When Toby Myers tells people around Burlington he works at the airport, they often respond with “Cedar Rapids or Des Moines?”

But Myers works at the Southeast Iowa Regional Airport on Summer Street in Burlington.

“People forget that there is a high- quality airport right here,” said Myers, who is manager of Jet Air, the fixed-base operator providing general aviation services at the airport.

However, despite the seeming lack of attention, the airport served 14,898 commercial service passengers in 2017, a 14 percent increase from 2016, according to Airport Director Mary Beaird.

Broken down, that means 7,658 people got on a plane and 7,239 people got off a plane at the Southeast Iowa Regional Airport in 2017.

Total operations, or the number of general and commercial aviation takeoffs and landings at the airport, reached 4,396 in 2017, a 5 percent increase from 2016.

Beaird credited commercial airline Air Choice One for the increase. The U.S. Department of Transportation recently awarded Air Choice One, which provides services through the federally subsidized Essential Air Service program, a four-year contract with Southeast Iowa Regional Airport, through January 2022.

The airline offers two daily flights to Chicago O’Hare International Airport, two daily flights to St. Louis Lambert Airport and a weekday flight to Minneapolis/ St. Paul.

In November 2017, Air Choice One added more weekend flights to Chicago.

“I think they are really well received,” said Beaird. “Our weekend flights seem to be full. We are still trying to get the word out and communicate that we have weekend flights.”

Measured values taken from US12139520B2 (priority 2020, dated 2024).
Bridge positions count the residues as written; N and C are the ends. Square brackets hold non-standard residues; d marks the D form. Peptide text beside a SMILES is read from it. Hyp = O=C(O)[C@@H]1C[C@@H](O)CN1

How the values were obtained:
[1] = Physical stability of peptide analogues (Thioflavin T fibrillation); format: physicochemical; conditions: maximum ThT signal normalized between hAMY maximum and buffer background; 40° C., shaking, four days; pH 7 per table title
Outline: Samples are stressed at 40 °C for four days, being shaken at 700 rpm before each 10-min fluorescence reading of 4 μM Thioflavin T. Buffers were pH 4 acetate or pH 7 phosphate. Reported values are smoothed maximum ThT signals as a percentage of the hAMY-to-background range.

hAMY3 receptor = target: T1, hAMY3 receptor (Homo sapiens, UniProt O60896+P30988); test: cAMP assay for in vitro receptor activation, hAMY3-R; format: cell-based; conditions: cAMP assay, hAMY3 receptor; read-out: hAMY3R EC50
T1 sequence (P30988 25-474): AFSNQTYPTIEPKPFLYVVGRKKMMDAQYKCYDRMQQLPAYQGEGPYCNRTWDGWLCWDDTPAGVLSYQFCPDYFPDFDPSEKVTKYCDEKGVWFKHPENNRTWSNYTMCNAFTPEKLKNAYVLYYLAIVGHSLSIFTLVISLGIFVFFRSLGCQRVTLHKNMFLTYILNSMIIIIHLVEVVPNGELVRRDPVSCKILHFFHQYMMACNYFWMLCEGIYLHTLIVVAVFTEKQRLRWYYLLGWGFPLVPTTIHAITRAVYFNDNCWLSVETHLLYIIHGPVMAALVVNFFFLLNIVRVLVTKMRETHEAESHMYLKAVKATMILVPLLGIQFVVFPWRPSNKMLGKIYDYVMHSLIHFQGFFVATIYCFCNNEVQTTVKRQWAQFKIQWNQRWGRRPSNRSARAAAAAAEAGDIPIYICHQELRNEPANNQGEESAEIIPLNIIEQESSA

A $333,000 contribution from the Iowa DOT and a $14,500 match from the Southeast Iowa Regional Airport Authority totaled $347,500 spent on projects at the airport in 2017, said Beaird.

That number includes an annual $35,000 for marketing, a $262,500 Iowa DOT grant for the completion of a corporate hangar and improvements toward airfield ramp lighting, runway 18/36 air field regulator and the airport beacon.

In 2018, planned projects include an Iowa DOT-funded $131,000 phase I terminal remodel, a $1 million construction-phase apron rehabilitation, and $130,000 design-phase runway 18/36 reconstruction. Of $1.2 million needed for the latter two projects, the Federal Aviation Administration will cover about $1 million and the SIRAA will cover $115,981.

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Paying for infrastructure improvements would become much easier if the airport could improve its enplanement number, currently at 7,659 in 2017. If the airport can get that number up to 10,000 per year, it would earn $1 million in federal funds to use toward infrastructure projects. Currently, Beaird said the airport receives $150,000 in federal funds based on its current enplanement numbers.

It’s a lofty goal, though. Beaird said the Southeast Iowa Regional Airport has not had 10,000 or more commercial enplanements per year since before Sept. 11, 2001.

As Beaird and Myers attempt to raise these numbers, they’ll have other challenges to face, including a looming pilot shortage.

About 30,000 major airline pilots will retire this year, and young people are not becoming pilots, said Myers. Many pilots from small, regional airports likely will move to employment at bigger airlines that can offer enticing wages and benefits the private sector can’t offer.

Myers attributed this lack of interest from young people to the belief a career in flying is expensive and requires a college degree. However, he said those interested in becoming a pilot can learn to fly right at Southeast Iowa Regional Airport.

“That is being lost in society today,” said Myers. “Mary and I both see it. We used to be busier. We used to have more pilots. So, we have to get that back in front of the schools, and we’re doing that.”

The airport offers a variety of personal flight training courses year-round. Myers said students work at their own pace, but many get their commercial rating in a year and a half.

Myers said the airport plays a vital role in industry in Burlington, as he often sees business people, such as the CEO of the Iowa fertilizer plant, use the airport to fly in and out quickly in private jets.

Everyone can take advantage of that convenience though, said Beaird and Myers.

“If you go to one of the big majors you have be stuck there two, three, four hours before you fly in, fly out,” said Myers. “Here it’s quick, it’s easy, it’s economical.”